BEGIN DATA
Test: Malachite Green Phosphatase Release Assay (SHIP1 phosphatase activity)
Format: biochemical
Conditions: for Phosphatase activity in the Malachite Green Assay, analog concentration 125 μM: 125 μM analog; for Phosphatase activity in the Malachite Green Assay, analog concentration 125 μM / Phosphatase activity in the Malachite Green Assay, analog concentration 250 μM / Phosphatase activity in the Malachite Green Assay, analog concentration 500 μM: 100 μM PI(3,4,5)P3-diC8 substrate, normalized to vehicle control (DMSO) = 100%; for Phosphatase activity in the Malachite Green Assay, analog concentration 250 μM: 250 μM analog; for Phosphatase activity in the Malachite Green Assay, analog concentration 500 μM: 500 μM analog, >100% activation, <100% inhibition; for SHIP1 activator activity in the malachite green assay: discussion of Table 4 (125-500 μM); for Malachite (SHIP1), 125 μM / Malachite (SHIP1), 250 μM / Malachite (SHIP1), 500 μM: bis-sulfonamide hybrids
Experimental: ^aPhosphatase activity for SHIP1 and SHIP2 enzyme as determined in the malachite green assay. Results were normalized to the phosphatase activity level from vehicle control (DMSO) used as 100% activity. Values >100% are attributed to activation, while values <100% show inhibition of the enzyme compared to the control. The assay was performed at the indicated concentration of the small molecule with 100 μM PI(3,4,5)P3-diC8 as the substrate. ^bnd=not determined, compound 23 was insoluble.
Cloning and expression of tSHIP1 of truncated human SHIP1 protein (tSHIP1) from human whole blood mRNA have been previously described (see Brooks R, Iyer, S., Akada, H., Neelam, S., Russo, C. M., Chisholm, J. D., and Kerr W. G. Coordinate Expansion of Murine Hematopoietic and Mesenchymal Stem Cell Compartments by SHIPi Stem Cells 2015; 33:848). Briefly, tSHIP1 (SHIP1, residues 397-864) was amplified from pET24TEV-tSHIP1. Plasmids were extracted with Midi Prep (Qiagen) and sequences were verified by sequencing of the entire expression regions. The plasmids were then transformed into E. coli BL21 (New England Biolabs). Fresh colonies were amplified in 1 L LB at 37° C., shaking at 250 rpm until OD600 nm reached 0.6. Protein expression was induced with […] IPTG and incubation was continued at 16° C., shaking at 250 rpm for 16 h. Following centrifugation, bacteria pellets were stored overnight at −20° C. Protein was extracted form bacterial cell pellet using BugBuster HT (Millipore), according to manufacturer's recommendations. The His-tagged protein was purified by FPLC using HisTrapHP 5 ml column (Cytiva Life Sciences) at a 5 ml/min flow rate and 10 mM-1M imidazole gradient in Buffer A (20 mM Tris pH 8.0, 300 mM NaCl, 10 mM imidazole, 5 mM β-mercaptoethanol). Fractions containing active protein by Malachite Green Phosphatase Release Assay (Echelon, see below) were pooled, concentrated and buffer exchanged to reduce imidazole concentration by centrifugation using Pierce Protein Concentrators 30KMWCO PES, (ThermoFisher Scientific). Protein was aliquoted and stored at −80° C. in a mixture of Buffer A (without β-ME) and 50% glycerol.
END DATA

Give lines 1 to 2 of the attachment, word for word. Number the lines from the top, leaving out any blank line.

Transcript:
Test: Malachite Green Phosphatase Release Assay (SHIP1 phosphatase activity)
Format: biochemical